I had a long night. Don't you understand? You also had one, and I don't deny it. But you were dead and I was alive; you were dead and floating in your death like a lake without shores, like a child before birth in the harbor of its mother's blood.
But I stayed alive, my eyes wanting to pierce your darkness, my bones refusing to hold me up, my flesh chewed, tortured by black angels in rebellion against God.
You were dead and I stayed alive, feeling the pace, the weight, the persistence of the night, and I had to bear it, unable either to die or to push it away.
To push death away... That's what I tried to do. To move the Immovable, the Blind, the Deaf, the Mute...
But someone else did it. He came and the night became dawn, death became play, the world became a child again.
He came and time stopped, parted before his smile as the waters of the Red Sea did for our ancestors.
Nothing more was needed, just to cry a little, smile a little and then everything was as it should be. Sweetly. Simply. Lazily.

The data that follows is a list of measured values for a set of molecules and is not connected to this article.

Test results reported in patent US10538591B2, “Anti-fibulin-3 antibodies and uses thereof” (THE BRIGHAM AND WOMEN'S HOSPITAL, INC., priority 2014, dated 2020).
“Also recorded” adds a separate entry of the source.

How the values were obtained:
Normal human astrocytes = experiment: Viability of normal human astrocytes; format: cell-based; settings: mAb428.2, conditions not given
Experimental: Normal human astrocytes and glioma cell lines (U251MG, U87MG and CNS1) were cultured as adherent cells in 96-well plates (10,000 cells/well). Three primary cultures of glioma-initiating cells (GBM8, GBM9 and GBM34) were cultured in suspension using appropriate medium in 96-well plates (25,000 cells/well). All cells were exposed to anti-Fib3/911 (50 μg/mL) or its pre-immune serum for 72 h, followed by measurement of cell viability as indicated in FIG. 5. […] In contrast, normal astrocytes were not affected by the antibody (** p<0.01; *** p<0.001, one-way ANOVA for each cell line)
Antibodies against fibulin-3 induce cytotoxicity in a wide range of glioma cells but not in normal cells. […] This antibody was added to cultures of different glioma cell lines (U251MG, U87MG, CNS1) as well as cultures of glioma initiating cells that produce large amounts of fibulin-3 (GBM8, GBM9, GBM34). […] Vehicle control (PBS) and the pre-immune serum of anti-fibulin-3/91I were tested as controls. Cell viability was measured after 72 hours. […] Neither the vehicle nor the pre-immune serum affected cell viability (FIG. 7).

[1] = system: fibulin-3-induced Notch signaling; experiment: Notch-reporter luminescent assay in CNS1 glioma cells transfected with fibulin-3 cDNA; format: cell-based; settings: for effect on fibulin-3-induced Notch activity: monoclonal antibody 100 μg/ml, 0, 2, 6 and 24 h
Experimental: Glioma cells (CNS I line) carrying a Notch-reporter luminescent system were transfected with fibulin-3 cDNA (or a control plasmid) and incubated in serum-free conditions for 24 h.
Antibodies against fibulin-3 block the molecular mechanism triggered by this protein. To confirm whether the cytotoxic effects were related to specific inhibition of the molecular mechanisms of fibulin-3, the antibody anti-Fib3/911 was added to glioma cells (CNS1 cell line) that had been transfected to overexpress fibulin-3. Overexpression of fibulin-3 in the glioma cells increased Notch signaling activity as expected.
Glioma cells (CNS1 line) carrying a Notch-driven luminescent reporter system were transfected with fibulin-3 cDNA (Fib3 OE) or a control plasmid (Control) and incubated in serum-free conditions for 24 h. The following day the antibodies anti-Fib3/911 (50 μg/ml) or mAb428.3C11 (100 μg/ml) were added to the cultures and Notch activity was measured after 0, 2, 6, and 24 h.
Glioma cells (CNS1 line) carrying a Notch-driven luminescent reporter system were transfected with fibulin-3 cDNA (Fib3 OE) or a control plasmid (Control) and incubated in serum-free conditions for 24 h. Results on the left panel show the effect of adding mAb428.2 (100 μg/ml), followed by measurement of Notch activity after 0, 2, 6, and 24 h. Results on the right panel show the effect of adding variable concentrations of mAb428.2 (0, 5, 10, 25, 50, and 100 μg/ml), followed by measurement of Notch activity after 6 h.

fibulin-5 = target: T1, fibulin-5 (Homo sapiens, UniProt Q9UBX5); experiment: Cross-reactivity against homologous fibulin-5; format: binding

From now on, any words you say to me will only be an echo of his, overwhelming, victorious over death. They'll be words that don't know how to tear themselves from your breast, living or dead, or take victory from his hand, or drink from my thirst. They'll penetrate my punctured soul through hope, like strange flowers sprouting in a well.
Would it be right for you to use those words to swear love to me at my window; to soothe me like a sick calf, to sing to the sound of the lute as you liked to do, late afternoons, coming home from the fields?
I don't know, and you can't know it either, now. I know you are here, still pale, still glowing with your dazzling daybreak, your mouth giving back kisses that you didn't have time to give before.
But I also know that something ineffable has happened between you and me, and although I am here as you are, I'm still outside the prodigy, a stranger to what was done to your lips, to your body, to your soul, to everything that once was mine.